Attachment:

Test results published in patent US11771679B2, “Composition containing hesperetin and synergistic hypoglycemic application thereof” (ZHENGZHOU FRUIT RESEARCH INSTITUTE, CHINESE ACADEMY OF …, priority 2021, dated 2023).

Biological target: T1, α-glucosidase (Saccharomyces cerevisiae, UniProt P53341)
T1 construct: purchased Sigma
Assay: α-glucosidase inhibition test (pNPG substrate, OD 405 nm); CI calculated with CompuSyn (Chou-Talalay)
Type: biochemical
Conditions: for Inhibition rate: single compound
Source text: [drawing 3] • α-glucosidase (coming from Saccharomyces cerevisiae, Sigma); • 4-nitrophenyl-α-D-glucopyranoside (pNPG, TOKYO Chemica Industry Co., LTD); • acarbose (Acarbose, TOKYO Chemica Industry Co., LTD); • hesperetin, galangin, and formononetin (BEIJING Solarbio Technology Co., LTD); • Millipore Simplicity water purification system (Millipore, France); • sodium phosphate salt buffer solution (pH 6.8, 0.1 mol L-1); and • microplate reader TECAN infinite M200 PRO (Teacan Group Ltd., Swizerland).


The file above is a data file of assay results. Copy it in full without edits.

Test results published in patent US11771679B2, “Composition containing hesperetin and synergistic hypoglycemic application thereof” (ZHENGZHOU FRUIT RESEARCH INSTITUTE, CHINESE ACADEMY OF …, priority 2021, dated 2023).

Biological target: T1, α-glucosidase (Saccharomyces cerevisiae, UniProt P53341)
T1 construct: purchased Sigma
Assay: α-glucosidase inhibition test (pNPG substrate, OD 405 nm); CI calculated with CompuSyn (Chou-Talalay)
Type: biochemical
Conditions: for Inhibition rate: single compound
Source text: [drawing 3] • α-glucosidase (coming from Saccharomyces cerevisiae, Sigma); • 4-nitrophenyl-α-D-glucopyranoside (pNPG, TOKYO Chemica Industry Co., LTD); • acarbose (Acarbose, TOKYO Chemica Industry Co., LTD); • hesperetin, galangin, and formononetin (BEIJING Solarbio Technology Co., LTD); • Millipore Simplicity water purification system (Millipore, France); • sodium phosphate salt buffer solution (pH 6.8, 0.1 mol L-1); and • microplate reader TECAN infinite M200 PRO (Teacan Group Ltd., Swizerland).